In the mid-1960s a computer scientist named Joseph Weisenbaum created one of the first natural language processing programs, called ELIZA.
The user would type conversational sentences and get responses in return--a system that today we might call a "chatbot," like the ones you find on customer support websites.
ELIZA used simple pattern matching and substitution to give the illusion of comprehension.
She was designed with the personality of a psychotherapist, so that she could reply with canned responses, like "Why do you say that?"
or "Is that important to you?"
Weisenbaum actually created ELIZA to demonstrate how shallow computer language skills were, so imagine his surprise that many users actually believed she understood what they were saying.
I guess it's in our nature to anthropomorphize things.
After all, I've been calling a computer program "she".
ELIZA was one of the first programs that could participate in the Turing Test, a theoretical experiment proposed by computer scientist Alan Turing about 15 years earlier as an assessment of artificial intelligence.
An evaluator would eavesdrop on a typed conversation between two participants: a human and a computer.
If the evaluator was unable to determine which was which, the computer was said to have passed the test.
Half a century later, computer technology has evolved exponentially.
We all carry around a natural language processor in our pockets vastly more advanced than ELIZA.
We ask it to give us directions, keep track of our schedules, even turn our lights on and off.
But is any of this technology close to passing the Turing Test?
Even if it is, are computers really talking to us?
Or are they still just faking it?
Not long after ELIZA, another computer scientist named Terry Winograd developed his own natural language processor called SHRDLU.
Unlike ELIZA, SHRDLU was supposed to actually understand what it was talking about--so to speak.
Its comprehension was limited to a handful of simple objects and actions, but users could instruct it to rearrange the objects around a virtual room, and then ask questions to verify that it knew what it had accomplished.
SHRDLU was one of the first successful attempts to teach a computer grammar, to put words into categories like nouns, verbs and prepositions.
To have rules about how they could combine and assign meanings to various combinations.
The technology was popularized in the text adventure video games of the 1980s, which allowed players to interact with the game world by typing simple verb-noun commands like "GET SWORD," "GO EAST," or "OPEN DOOR."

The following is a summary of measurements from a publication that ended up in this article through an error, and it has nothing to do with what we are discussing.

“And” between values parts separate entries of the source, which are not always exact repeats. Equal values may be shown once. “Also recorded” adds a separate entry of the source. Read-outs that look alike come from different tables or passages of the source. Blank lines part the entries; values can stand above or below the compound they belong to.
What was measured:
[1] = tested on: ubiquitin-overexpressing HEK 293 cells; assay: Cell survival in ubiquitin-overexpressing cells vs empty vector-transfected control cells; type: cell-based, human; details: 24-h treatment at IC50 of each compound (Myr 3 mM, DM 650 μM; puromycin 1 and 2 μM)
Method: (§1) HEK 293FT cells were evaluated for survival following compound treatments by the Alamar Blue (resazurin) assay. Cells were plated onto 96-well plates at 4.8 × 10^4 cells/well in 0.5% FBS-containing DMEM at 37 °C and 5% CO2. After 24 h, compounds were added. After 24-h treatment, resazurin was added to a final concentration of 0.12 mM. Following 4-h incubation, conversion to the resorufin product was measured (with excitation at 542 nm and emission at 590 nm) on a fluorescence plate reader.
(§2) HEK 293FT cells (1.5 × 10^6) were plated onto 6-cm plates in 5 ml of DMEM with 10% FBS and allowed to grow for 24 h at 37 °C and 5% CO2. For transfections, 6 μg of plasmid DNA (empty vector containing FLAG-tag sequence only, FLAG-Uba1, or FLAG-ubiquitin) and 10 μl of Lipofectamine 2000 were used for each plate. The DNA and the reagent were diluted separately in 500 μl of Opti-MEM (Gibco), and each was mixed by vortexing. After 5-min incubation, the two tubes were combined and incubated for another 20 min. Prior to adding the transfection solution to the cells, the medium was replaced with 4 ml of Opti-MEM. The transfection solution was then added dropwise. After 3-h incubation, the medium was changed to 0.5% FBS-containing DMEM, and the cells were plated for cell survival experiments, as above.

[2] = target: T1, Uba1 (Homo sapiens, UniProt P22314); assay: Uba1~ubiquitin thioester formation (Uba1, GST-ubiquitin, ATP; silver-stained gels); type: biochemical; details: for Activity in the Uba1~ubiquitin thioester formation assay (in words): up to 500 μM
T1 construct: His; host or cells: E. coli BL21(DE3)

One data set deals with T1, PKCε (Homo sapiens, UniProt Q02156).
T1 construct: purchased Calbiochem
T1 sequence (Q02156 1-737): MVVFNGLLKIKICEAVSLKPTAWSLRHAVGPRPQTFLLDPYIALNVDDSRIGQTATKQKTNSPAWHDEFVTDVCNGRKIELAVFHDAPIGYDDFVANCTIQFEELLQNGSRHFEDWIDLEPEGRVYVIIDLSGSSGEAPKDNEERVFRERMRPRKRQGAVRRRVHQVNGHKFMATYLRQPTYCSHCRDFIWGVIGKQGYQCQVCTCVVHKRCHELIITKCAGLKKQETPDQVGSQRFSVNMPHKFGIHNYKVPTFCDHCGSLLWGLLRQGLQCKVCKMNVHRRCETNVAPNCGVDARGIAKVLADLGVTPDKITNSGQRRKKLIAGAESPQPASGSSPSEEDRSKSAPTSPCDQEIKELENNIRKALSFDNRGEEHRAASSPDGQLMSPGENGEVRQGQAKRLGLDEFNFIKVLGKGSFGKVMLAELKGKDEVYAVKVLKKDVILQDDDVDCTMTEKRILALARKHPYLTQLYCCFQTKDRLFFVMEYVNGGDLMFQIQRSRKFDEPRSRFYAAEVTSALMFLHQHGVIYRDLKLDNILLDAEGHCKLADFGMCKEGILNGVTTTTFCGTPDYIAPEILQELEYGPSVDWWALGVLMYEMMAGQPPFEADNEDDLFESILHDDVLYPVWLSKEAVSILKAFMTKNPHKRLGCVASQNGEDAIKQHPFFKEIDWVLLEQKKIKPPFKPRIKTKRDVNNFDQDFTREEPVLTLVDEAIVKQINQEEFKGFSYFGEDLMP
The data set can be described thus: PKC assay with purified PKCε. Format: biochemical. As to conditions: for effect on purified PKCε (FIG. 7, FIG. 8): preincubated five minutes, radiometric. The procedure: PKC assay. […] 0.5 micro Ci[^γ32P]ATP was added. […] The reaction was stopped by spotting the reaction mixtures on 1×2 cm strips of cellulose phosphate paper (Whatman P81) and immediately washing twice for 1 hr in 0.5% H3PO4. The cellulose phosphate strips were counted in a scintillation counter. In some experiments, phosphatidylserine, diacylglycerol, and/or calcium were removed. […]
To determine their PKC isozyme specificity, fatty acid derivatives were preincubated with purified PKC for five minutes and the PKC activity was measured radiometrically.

Half the fun of these games was trying different combinations to see just how... extensive the vocabulary was But this technology did not advance as quickly as some hoped, because programmers soon realized that they had to manually code all the rules of English grammar, which are a lot more complicated than "open door."
Even a simple rule like "add -ed to make a verb past tense" has enough exceptions to give a human ESL student a headache.
Even a simple sentence like "It's raining," would confound a computer because it couldn't proceed without knowing what "it" is.
Grammar is also dependent on the listener having at least some understanding of how the world works.
Consider these two sentences: Take the cap off the milk and pour it.
Take the sheet off the bed and fold it.
These seem like pretty simple instructions, but that's only because we already know that milk pours and sheets fold.
A computer without that prior knowledge would have no way of knowing what the "it's" refer to.
And how about these two sentences: Sarah drew the dog with a pencil.
Sarah drew the dog with a bone.
Again, neither of these sentences would give a human much trouble.
But a computer couldn't be sure of the meanings unless it already knew that dogs don't carry pencils, and that you can't draw with bones.
So just to get a computer to understand basic grammar, you'd have to manually encode it with vast complex rules of syntax and a broad understanding of how thousands of different objects interact with each other.
It's no wonder that in the 1990s computer scientists kind of gave up on so-called symbolic language processing in favor of a new strategy: statistical language processing.
Instead of trying to teach a computer the rules of language, they developed algorithms that could analyze large bodies of text, look for patterns, and then make guesses based on statistical probabilities.
For instance, when you ask Siri "What's the weather looking like today?"
she doesn't bother parsing your grammar.
She simply homes in on keywords and guesses what you're looking for based on how common the request is.
She'd probably give you the same answer if you said "whether today" or even just "weather."
Another application of this technology is predictive text, which is what your phone does when it tries to guess which word you're going to type next.
For example, if you type the word "good" the algorithm knows from looking at thousands of pages of text that the most likely word to follow is "morning."
It doesn't know why or what those words mean--just that it's a statistical probability.
Believe it or not, there was a time when some thought this was how human speech worked; That our brains picked words one by one in order, deciding what word was most likely to follow the one before.
20th century linguists like Noam Chomsky have shown that human grammar is far too complex to be constructed this way.